Furthermore, disregarding the full potential of office technologies is a costly waste of an organization’s resources. According to one report, businesses squander 37% of their software budgets annually by purchasing the incorrect tools or failing to deploy programmes correctly, usually because they don’t know how to do so. 

Evidently, roles that require digital support skills are in need of an injection of talent. Organisations should look for this first among their employees through opportunities to reskill and upskill. 

Access to training is key

Where, then, should we look to provide a solution to the skills crisis? Traditional education systems must play their part in producing the next generation of tech talent, but they cannot carry the burden themselves, nor does it address the issues within the current workforce – many of whom still have decades of employment ahead. 

Likewise, it is unfair to assume that all businesses have the means to address the skills gaps within their own teams. The International Labour Organization found that in 2021, 70% of large enterprises actively provided training, while only 23% of SMEs did so, highlighting a lack of available resources among smaller businesses to reskill and upskill staff. 

Consequently, it’s important that local government, businesses, and training providers work together to ensure that individuals who want to acquire new digital skills know where to go.

For example, The Development Manager has partnered with West Midlands Combined Authority to run free digital support bootcamps targeted at individuals looking to become tech-savvy in workplace software and applications. As well as grasping new knowledge of the systems they operate with, learners can gain certification as a Microsoft Office Specialist.

Also, the transferable skills acquired through reskilling and upskilling programmes can assist in boosting social mobility. A better grasp of tech and certificates to match can lead to increase economic inclusion, and positions with a focus on technology usually come with higher earning power.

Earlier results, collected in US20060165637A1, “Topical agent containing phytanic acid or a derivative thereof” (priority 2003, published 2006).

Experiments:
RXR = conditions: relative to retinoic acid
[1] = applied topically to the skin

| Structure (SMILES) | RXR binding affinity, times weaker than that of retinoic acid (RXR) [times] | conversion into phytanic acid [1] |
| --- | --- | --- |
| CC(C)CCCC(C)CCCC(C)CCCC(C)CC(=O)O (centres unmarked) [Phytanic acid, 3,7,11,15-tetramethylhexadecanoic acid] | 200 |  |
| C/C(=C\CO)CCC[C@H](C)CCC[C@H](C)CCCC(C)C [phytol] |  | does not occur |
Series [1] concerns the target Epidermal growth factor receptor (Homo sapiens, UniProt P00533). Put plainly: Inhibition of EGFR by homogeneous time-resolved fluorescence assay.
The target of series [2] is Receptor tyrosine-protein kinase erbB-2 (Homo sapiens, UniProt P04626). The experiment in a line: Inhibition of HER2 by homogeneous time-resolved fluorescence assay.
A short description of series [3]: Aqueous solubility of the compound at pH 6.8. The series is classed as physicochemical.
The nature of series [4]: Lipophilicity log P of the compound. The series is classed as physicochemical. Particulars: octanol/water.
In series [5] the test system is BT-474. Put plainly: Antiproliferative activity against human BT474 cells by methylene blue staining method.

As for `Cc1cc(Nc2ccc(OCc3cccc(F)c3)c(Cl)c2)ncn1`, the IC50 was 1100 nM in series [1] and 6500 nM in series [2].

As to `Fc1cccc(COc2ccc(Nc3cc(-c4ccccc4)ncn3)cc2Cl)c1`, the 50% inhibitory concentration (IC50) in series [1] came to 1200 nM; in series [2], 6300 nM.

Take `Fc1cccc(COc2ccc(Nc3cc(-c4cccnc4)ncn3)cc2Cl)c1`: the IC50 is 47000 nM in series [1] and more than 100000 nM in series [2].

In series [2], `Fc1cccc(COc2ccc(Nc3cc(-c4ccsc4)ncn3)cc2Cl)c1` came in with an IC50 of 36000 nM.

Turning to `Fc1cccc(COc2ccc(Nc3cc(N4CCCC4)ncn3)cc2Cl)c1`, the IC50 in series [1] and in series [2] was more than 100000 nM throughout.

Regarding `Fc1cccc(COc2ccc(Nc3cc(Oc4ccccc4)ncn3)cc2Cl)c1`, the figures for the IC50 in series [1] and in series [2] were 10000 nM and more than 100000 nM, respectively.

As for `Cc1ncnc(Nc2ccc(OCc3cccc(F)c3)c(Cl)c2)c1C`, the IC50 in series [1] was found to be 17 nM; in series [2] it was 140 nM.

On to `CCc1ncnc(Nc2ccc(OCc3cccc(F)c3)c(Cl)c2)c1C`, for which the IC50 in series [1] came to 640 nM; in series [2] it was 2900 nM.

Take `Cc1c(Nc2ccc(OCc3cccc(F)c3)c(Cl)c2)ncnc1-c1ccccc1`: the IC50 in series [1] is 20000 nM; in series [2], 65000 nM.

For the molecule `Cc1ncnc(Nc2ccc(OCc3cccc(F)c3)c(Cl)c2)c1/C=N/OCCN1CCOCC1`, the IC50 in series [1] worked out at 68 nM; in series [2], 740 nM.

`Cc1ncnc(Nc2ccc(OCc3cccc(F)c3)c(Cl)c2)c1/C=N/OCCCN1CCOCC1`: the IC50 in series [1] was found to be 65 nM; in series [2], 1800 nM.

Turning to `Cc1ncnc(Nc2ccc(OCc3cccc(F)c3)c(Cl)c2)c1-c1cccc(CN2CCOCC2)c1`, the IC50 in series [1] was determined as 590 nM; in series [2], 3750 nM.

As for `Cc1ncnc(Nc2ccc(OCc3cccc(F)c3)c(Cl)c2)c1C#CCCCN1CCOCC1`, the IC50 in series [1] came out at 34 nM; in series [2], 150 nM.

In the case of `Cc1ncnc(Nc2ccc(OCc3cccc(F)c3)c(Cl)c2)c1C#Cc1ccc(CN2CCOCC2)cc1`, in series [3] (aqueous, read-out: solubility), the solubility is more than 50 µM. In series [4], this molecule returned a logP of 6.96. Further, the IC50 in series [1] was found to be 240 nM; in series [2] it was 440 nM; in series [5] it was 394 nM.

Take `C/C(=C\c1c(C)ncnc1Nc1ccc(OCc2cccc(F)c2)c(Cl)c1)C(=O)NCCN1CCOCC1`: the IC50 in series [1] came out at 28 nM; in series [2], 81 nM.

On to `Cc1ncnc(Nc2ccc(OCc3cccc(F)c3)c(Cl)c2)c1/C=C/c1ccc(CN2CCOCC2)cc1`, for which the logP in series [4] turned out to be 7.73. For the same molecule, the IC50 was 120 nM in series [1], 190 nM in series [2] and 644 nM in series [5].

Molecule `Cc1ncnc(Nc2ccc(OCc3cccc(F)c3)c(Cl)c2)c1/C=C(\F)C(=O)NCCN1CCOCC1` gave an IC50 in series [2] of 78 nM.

Programmes such as digital support skills bootcamps will act as an important stepping stone for current employees looking to catch up with digitised products and processes. For this reason, I would encourage businesses and individuals to seek out training providers in their area that offer people the opportunity to reskill and upskill in order to become competent in new and emerging tech. This will lead to an uptick in productivity for businesses, a more secure future for SMEs, and a stronger digital economy all together. 

By Derrin Kent, Managing Director, The Development Manager

Derrin Kent is Managing Director at The Development Manager, a UK-based organisation that coaches and trains employees to develop tech and digital skills in order to address the workforce productivity gap.

The West Midlands Digital Skills Partnership brings together the region’s leading tech employers, digital entrepreneurs, Local Enterprise Partnerships, the Department of Culture Media and Sport, as well as universities, colleges and other training providers. Their aim is to identify what digital skills provision is needed across the West Midlands and encourage partners to work together to address these and emerging needs, and to attract and retain investment and talent in the region.

Related Articles